Once you’ve selected the right candidate to fill your new role, the next step is to send them an official offer letter.
An offer letter, more commonly called an “employment contract” in Switzerland (or occasionally, a “work contract”), is a legally binding document that details the rights and obligations of both the employee and employer. It ensures both adhere to the Swiss Code of Obligations, which regulates both contract law and corporations in Switzerland.
As the employer, the offer letter gives you the opportunity to set forth details like the benefits your new hire will receive, their salary, and the duration of the job. The employment contract is also an important point of reference during negotiations.
Here’s what you need to know to send a legally compliant offer letter to hire an employee in Switzerland.
Types of employment contracts in Switzerland
First, it’s crucial to be aware that in Switzerland, there’s more than one type of employment contract. For the purposes of clarity, we’ll be focusing on individual employment contracts—that is, those signed between an individual employee and an employer. There are also standard and collective employment contracts, but those have to do with federal and cantonal authorities and employers’ associations and workers’ unions, respectively—they’re not relevant here.
There are three types of individual offer letters you should be aware of:
- Open-ended/permanent/indefinite: This is the standard employment contract you would use when hiring an employee for a full-time job that would not end unless they voluntarily resigned or were terminated. Additionally, it’s common in Switzerland for the first month of a permanent job offer letter to be a probationary period. If you wish, you can extend the probationary period to three months, but this must be done in writing. The contract can be terminated during this period with seven days’ notice; it’s not necessary to give a reason.
- Fixed-term: You would use this contract when hiring an individual for a job that lasts a set amount of time. You might use it, for instance, when hiring an independent contractor or an employee whose role has an end date. Unlike an open-ended employment contract, a fixed-term one must contain an end date for the position. It can, of course, be renewed or upgraded to an indefinite contractor.
- Part-time or temporary: Part-time and temporary contracts can be either fixed-term or open-ended. They’re exactly what they sound like: job offer letters for employees who will have only part-time working hours or whose jobs are temporary.
Switzerland job offer letter checklist
Before we discuss what should be included in the job offer letter, a quick note: the Swiss Code of Obligations and federal authorities don’t require you to write down every painstaking detail in the employment contract for it to be legally binding. However, the below information must be included:
- The worker’s name and the company name.
- Job description and start date. This section should list the job title and its tasks and responsibilities. Indicate the start date for the job and, if it’s an open-ended/permanent/indefinite contract, how long the probationary period will last. Remember: If the probation period lasts longer than one month, you must put this down in writing.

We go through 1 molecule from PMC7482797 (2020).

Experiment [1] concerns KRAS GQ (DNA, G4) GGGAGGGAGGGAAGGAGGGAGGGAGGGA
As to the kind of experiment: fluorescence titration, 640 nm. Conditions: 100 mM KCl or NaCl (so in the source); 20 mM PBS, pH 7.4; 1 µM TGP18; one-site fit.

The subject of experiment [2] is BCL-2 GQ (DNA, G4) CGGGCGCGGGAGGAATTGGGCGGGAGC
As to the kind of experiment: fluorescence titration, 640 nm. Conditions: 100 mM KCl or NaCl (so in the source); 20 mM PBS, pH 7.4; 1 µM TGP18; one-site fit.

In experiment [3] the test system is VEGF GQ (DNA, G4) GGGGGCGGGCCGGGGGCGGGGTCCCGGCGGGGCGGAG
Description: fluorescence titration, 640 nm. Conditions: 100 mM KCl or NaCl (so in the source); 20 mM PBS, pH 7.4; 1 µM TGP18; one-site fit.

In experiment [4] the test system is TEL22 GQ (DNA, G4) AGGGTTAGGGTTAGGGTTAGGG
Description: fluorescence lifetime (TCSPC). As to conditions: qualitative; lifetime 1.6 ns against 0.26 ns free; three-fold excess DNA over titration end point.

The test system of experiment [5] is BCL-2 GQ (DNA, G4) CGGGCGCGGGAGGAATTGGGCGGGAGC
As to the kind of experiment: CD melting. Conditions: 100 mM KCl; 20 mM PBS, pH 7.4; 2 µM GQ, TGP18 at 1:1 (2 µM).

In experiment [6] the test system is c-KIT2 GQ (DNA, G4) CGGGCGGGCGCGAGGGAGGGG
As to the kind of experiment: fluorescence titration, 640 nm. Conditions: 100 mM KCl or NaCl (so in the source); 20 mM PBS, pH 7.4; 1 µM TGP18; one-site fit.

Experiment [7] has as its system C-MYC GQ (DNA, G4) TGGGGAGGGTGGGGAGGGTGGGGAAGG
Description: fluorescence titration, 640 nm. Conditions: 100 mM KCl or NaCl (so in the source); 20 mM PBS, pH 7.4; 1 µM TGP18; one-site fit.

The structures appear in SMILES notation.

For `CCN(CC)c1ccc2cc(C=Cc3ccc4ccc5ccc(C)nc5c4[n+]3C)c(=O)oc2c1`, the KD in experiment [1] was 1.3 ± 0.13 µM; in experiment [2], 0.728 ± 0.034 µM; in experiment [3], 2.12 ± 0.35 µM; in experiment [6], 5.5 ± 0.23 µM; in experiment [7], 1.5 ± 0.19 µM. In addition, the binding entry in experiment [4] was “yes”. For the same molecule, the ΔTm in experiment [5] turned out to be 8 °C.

- Annual base salary. The annual base salary in CHF (Swiss francs) should be included in the offer letter. List any bonuses or commissions in this section as well. Some employers also include the amount of social security that will be deducted from the annual base salary.
- Working hours. Regular working hours are capped at 45 per week under Swiss employment law.
- The job’s end date. This only needs to be included if the offer letter is fixed-term.
- The name of the canton (county) where the terms of the employment contract will be enforced.
- Annual leave, holiday pay and other paid leave. In Switzerland, employees are entitled to a minimum of four weeks of annual leave each year. This is true for both full and part-time employees. As you’re filling out this section, check the appropriate collective bargaining agreement: It might entitle employees to more paid time off. This is also the section where you’ll talk about “other paid leave” like maternity leave, carer’s leave, and so on.
- Sickness. Swiss labor law requires employers to give employees paid sick leave. If the employee will be absent for more than three days due to their illness, they need to present a medical note. From there, they’ll receive their salary for a certain period of time.
- Occupational pension scheme. Employers are legally required to offer an occupational pension system and to enroll employees who are making 21,150 CHF annually or more in it. Both employees and employers are also legally mandated to contribute to the Old Age and Survivors’ Insurance (OASI) social security fund.
- Confidentiality. To protect trade secrets and other confidential information, most companies have their new hires sign confidentiality and non-disclosure agreement (NDA) policies.
- Termination policy. State the terms under which an employee can be dismissed from their position. Switzerland abides by a “freedom of termination” viewpoint and recognizes at-will employment. Discuss your company’s dismissal policies and make sure you abide by the legally mandated notice periods, severance policies, and so on.
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Rippling and its affiliates do not provide tax, accounting, or legal advice. This material has been prepared for informational purposes only, and is not intended to provide, and should not be relied on for tax, legal, or accounting advice. You should consult your own tax, legal, and accounting advisors before engaging in any related activities or transactions.